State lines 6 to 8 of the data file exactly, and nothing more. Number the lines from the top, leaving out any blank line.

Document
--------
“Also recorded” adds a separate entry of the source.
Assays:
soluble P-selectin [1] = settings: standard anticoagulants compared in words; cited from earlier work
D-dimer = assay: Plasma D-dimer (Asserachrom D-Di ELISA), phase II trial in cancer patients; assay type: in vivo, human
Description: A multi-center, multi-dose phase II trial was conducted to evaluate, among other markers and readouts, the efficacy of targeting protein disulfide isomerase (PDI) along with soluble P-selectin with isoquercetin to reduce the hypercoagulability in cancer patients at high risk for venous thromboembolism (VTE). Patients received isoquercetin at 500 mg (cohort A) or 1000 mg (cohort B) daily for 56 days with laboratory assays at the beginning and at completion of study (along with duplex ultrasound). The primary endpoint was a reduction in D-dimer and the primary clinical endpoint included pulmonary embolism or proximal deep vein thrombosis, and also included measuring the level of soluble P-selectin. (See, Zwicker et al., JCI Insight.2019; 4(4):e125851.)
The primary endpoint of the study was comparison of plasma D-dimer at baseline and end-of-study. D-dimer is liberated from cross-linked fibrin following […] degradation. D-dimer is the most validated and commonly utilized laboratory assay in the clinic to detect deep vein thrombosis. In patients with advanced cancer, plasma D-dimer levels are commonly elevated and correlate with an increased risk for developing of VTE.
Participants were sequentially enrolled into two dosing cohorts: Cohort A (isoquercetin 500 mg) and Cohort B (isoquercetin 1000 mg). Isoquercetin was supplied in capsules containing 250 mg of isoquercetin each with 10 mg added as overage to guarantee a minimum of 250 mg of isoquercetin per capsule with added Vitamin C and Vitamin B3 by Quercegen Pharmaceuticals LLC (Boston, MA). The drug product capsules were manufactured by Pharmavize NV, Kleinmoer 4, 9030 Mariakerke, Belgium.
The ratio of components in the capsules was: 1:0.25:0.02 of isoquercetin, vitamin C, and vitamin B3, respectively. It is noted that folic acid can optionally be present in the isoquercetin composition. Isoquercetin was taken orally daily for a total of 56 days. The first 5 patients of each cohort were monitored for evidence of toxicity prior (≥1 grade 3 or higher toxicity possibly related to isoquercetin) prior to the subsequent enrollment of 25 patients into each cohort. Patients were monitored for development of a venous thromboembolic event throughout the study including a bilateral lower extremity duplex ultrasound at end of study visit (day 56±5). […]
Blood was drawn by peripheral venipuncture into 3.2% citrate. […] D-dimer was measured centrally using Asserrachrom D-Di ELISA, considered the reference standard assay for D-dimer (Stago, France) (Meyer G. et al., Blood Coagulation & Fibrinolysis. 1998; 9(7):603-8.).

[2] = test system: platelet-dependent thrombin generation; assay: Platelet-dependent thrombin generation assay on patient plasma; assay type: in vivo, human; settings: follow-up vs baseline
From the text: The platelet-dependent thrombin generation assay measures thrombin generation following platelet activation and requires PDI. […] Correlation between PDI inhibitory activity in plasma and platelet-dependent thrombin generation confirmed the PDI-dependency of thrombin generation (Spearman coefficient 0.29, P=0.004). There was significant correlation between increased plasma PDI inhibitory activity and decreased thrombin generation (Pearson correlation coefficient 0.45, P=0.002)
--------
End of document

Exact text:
The primary endpoint of the study was comparison of plasma D-dimer at baseline and end-of-study. D-dimer is liberated from cross-linked fibrin following […] degradation. D-dimer is the most validated and commonly utilized laboratory assay in the clinic to detect deep vein thrombosis. In patients with advanced cancer, plasma D-dimer levels are commonly elevated and correlate with an increased risk for developing of VTE.
Participants were sequentially enrolled into two dosing cohorts: Cohort A (isoquercetin 500 mg) and Cohort B (isoquercetin 1000 mg). Isoquercetin was supplied in capsules containing 250 mg of isoquercetin each with 10 mg added as overage to guarantee a minimum of 250 mg of isoquercetin per capsule with added Vitamin C and Vitamin B3 by Quercegen Pharmaceuticals LLC (Boston, MA). The drug product capsules were manufactured by Pharmavize NV, Kleinmoer 4, 9030 Mariakerke, Belgium.
The ratio of components in the capsules was: 1:0.25:0.02 of isoquercetin, vitamin C, and vitamin B3, respectively. It is noted that folic acid can optionally be present in the isoquercetin composition. Isoquercetin was taken orally daily for a total of 56 days. The first 5 patients of each cohort were monitored for evidence of toxicity prior (≥1 grade 3 or higher toxicity possibly related to isoquercetin) prior to the subsequent enrollment of 25 patients into each cohort. Patients were monitored for development of a venous thromboembolic event throughout the study including a bilateral lower extremity duplex ultrasound at end of study visit (day 56±5). […]